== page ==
Jeff Adelson, AP Business Writer
KENNER, La. (AP) — The sweeping curves and glass walls of Louis Armstrong New Orleans International Airport's planned new terminal building have defined that project since the design was released last month, but the futuristic architecture is not the only forward-looking aspect of the project.
Airport officials say they are also embarking on an ambitious plan: harnessing enough solar energy to fully power the airport, allowing it to operate independently most of the time, and especially when disaster strikes.
The solar proposal is still in its early stages but is included in the official cost projections for the $826 million airport revamp, which includes the new $650 million terminal on the north side of the property, a hotel and a new Interstate 10 flyover ramp. If it happens, it would apparently make Armstrong the only airport in the country capable of running on self-generated solar power.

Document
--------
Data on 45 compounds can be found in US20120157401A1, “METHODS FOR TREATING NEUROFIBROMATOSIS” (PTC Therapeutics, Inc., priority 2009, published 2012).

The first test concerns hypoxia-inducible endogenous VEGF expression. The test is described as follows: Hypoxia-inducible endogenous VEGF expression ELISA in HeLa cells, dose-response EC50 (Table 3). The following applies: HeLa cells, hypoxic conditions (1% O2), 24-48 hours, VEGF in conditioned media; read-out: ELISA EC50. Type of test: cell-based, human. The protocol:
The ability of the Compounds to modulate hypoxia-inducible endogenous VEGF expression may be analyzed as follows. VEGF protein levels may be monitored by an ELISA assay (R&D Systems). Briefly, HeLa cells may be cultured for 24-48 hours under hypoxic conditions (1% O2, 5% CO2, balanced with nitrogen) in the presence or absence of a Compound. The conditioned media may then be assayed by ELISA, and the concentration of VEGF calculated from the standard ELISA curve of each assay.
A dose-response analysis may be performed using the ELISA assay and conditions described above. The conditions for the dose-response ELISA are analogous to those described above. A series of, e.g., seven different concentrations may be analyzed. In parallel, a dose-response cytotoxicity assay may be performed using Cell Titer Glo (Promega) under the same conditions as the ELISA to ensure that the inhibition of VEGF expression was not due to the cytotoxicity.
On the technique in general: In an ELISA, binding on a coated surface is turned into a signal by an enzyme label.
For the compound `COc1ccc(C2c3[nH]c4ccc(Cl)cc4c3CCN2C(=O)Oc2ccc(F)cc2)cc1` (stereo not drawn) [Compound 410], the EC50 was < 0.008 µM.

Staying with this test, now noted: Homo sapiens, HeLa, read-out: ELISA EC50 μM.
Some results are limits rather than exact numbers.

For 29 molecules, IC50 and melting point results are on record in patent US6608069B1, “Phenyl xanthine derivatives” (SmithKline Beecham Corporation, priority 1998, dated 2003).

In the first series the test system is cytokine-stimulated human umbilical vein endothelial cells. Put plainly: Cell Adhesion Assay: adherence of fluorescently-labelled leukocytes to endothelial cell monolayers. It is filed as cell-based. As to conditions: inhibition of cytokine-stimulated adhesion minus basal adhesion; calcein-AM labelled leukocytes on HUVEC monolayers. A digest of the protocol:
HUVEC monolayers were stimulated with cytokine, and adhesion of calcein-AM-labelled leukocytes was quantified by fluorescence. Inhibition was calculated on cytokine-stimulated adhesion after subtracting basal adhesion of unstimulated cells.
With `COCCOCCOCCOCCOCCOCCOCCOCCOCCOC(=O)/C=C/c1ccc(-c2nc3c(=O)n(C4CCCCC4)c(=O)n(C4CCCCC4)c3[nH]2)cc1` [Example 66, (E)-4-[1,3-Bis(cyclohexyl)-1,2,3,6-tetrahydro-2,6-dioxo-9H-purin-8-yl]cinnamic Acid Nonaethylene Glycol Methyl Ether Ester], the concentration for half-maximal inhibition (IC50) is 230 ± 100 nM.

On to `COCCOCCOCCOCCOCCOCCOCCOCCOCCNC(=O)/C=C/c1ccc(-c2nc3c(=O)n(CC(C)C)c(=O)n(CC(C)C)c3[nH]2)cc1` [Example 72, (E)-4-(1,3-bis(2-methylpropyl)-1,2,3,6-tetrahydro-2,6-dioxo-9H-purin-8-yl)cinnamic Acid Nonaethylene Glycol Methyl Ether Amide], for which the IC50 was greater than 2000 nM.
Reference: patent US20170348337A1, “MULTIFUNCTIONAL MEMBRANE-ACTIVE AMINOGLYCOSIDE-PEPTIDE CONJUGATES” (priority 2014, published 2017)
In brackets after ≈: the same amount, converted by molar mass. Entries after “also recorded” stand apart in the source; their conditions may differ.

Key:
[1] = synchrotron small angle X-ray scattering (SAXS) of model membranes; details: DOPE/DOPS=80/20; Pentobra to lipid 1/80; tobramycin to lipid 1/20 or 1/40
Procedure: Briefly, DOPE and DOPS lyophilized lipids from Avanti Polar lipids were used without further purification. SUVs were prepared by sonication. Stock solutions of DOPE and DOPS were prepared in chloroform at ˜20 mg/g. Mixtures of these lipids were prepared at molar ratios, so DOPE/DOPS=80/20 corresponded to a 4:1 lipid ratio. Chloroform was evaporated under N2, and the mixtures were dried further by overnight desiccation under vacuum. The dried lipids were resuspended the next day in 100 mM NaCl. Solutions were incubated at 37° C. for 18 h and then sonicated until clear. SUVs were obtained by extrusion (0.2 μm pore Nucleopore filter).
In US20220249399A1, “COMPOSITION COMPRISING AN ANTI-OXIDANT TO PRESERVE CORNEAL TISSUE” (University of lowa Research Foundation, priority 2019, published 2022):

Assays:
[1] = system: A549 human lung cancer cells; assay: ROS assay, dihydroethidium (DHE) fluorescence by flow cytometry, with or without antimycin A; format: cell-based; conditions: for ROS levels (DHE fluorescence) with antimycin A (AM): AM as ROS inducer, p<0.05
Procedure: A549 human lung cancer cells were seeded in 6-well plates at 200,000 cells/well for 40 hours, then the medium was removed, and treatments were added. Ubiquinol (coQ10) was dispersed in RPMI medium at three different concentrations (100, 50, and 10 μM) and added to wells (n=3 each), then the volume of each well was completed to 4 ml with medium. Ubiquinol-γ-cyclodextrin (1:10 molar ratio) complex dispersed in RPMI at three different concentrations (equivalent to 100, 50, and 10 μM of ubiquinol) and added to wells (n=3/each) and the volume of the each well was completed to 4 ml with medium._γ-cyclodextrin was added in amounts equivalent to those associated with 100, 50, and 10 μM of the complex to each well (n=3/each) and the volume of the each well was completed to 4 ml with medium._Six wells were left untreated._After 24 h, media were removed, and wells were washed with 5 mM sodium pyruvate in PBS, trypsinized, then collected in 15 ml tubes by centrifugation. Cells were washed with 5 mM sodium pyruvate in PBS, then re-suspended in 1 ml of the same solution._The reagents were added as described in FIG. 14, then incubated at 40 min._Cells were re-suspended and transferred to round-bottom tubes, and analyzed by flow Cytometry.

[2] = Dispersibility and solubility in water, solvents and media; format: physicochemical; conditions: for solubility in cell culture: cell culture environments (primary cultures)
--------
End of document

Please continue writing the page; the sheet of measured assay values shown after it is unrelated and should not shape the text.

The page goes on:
"Once in place it would make us a zero-grid operation, where we're not dependent on outside generation," Director of Aviation Iftikar Ahmad said.
Initial plans call for installing enough solar panels to generate roughly 10 megawatts of power, enough to provide energy for about 1,500 homes.
A project that size would be one of the largest in the country. In fact, it could be unique in the United States, airport officials said, for even though other airports already have large solar projects, those are designed to feed electricity back into the general power grid or else to account for only a portion of the airports' power needs.
Read the complete article at USA Today.